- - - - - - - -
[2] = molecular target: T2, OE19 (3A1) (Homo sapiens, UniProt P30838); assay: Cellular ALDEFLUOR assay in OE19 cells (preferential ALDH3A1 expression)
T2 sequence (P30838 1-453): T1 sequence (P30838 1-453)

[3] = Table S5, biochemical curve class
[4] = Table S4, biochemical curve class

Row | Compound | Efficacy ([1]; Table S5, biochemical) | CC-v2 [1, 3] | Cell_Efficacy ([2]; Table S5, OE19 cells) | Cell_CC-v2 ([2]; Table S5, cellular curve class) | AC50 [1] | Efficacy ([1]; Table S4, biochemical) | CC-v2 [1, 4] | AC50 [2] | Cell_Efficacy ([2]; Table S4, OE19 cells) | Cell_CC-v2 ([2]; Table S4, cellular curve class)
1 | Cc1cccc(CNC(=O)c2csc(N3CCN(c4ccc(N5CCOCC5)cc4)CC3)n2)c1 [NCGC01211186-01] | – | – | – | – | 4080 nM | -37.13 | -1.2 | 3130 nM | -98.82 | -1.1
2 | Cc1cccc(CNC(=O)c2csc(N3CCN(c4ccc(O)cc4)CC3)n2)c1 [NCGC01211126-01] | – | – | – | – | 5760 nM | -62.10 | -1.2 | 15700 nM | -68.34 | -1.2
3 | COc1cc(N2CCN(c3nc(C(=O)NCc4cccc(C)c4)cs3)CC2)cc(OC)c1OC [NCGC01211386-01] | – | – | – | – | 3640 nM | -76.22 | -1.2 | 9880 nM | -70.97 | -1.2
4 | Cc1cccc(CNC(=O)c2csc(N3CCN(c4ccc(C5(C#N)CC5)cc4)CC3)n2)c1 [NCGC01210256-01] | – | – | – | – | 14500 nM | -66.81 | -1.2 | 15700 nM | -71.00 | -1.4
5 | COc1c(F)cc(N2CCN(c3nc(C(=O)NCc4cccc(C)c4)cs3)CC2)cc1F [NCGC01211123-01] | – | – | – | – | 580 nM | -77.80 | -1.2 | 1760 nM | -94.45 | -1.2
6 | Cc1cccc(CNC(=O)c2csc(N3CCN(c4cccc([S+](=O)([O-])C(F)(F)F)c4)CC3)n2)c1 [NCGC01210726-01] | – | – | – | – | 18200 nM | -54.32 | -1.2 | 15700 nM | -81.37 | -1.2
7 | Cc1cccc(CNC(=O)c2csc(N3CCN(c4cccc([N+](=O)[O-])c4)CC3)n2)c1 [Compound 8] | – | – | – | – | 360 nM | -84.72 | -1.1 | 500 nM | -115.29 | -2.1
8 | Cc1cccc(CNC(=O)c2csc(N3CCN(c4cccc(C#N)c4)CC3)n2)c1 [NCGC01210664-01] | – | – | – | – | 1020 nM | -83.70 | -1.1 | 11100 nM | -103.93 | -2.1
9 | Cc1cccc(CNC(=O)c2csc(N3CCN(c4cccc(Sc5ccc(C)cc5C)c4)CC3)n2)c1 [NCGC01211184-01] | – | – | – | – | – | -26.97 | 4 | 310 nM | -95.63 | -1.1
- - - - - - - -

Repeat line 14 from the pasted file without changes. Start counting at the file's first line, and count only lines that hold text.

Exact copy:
9 | Cc1cccc(CNC(=O)c2csc(N3CCN(c4cccc(Sc5ccc(C)cc5C)c4)CC3)n2)c1 [NCGC01211184-01] | – | – | – | – | – | -26.97 | 4 | 310 nM | -95.63 | -1.1